WASHINGTON, D.C. (WKBN) – While Americans are wringing their hands and wondering how they are going to fill up their tanks or stock their pantries, many are wondering what the Biden Administration is doing to combat the heavy hand of unprecedented inflation.

The Administration says that tackling inflation is its top priority and expects the next round of economic data to show another increase, according to a report by Reuters.

“There is no denying that high prices, particularly around gasoline and food, are a real problem for people,” Biden said earlier commenting on the latest jobs report.

Inflation has been rising at about an 8 percent rate for the year. It’s cooled only slightly from a 40-year high. Newer economic data has also been showing slower growth. Senator Sherrod Brown, D-Ohio, believes there are some good signs, but not enough.

“The public understands that big oil and drug companies and meat packing companies and some of the big international shipping companies have used the pandemic and used the Russia-Ukraine War to raise prices,” Brown said.

According to a briefing from the Biden Administration, a lot has been happening:

  • Gas prices: Putting the blame on gasoline price hikes in Putin’s lap, the Biden Administration is releasing one million barrels of oil per day from the Strategic Petroleum Reserve for the next six months and is asking allies to release an additional 60 million barrels. It is also allowing E15 gasoline (which uses homegrown biofuels) to be sold this summer. It is also calling on Congress to make companies pay fees on idled wells and non-producing acres on Federal lands so that companies that continue to sit on excess capacity will have to choose whether to start producing or pay a fee.
  • Food costs: Laying the food shortage in Putin’s lap as well, the Biden Administration is looking for ways to boost U.S. farmers’ domestic food production, crack down on illegal price fixing and enforce antitrust laws in the meat and poultry processing sector, create more competition in meat-processing and is providing $1 billion in relief to small businesses and agriculture workers hurt by COVID-19. It is also working with European partners to get more grain unlocked in Ukraine and into the world market to bring down prices.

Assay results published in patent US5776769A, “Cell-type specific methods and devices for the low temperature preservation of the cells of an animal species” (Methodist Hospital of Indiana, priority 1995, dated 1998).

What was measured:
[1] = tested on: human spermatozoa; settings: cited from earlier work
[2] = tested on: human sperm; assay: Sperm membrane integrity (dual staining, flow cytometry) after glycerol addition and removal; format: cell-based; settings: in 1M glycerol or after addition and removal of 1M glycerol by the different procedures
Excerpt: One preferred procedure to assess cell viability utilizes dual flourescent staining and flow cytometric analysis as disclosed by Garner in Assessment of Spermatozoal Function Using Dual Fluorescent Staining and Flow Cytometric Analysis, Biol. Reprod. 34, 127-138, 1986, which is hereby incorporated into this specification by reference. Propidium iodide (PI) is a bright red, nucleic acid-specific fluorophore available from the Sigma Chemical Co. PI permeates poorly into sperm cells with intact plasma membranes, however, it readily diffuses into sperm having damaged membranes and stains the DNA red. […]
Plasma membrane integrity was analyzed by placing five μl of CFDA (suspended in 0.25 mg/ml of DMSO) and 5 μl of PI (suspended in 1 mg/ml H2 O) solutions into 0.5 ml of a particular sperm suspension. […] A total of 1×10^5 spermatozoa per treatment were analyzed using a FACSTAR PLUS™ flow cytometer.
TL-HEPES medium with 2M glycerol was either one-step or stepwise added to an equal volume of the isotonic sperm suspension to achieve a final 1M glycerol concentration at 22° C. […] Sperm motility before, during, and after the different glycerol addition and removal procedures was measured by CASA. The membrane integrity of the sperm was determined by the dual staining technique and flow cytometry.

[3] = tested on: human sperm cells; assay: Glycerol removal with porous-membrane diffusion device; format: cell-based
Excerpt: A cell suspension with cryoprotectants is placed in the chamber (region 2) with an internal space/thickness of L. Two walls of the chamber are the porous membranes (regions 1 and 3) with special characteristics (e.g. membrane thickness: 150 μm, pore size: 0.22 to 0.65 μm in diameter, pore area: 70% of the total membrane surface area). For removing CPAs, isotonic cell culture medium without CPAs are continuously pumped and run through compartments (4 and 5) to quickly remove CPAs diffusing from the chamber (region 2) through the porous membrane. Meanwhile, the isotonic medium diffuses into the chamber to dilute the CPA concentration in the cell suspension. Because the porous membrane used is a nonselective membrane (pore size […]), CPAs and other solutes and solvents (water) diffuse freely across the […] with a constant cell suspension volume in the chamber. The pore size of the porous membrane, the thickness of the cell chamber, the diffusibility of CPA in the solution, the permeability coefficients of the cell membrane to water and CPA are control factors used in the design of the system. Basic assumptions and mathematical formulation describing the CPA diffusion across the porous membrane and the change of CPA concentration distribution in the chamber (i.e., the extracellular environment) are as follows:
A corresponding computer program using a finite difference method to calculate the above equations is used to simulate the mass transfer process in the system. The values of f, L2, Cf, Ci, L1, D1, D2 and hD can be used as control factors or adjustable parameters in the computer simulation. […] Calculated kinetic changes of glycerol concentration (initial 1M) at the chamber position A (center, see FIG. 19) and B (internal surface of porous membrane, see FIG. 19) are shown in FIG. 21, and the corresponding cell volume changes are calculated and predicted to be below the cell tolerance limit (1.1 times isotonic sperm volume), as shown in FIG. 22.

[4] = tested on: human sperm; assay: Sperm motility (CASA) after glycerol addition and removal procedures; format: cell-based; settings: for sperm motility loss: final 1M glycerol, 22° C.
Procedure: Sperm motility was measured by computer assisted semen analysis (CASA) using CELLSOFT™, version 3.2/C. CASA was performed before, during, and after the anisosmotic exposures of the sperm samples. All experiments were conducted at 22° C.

• Supply Chain: The Bipartisan Infrastructure Law allows goods to move to market more quickly and cheaper, addressing supply chain bottlenecks at ports and tackling unfair practices by global shipping companies
  • Housing: President Biden is urging Congress to pass investments in housing production and preservation, financing close to one million affordable homes. The President’s 2023 budget includes investments in housing supply that would lead to the production or rehabilitation of another 500,000 homes
  • Jobs: Unemployment is at 3.6 percent. In May, 390,000 new jobs were added, averaging 400,000 jobs per month over the last three months.

No action is a quick fix. Tempering inflation is a job that will take time and will likely get worse before it gets betters, according to many economists. A recession is possible but not inevitable, according to Harvard University economist Jason Furman. With the broadening of inflation to include just about everything, not just gas and food, Furman said heading into a recession will depend on what consumers do. He said that families are dipping into their savings to support spending, but the question is how long will they do that?

“I’m relatively unworried about a recession over the next year because consumer spending has continued to be very strong, and consumers have about $2.3 trillion of excess saving that they accumulated during the pandemic that could still spend out over the next couple of years,” Furman said in an interview with the Harvard Gazette.

According to the Associated Press, average long-term U.S. mortgage rates jumped back up ahead of next week’s Federal Reserve meeting where it’s expected to announce another increase to its main borrowing rate. That has caused many buyers to back away from the housing market, a key factor in the economy.

Right now, inflation is at a 40-year high, and in line with Furman’s thinking, it’s hard to bring it down as long as people keep eagerly spending, according to the Associated Press. Biden needs consumers to pull back just enough so inflation eases, but not so much the economy risks plunging into a recession.

Dave Sess contributed to this report.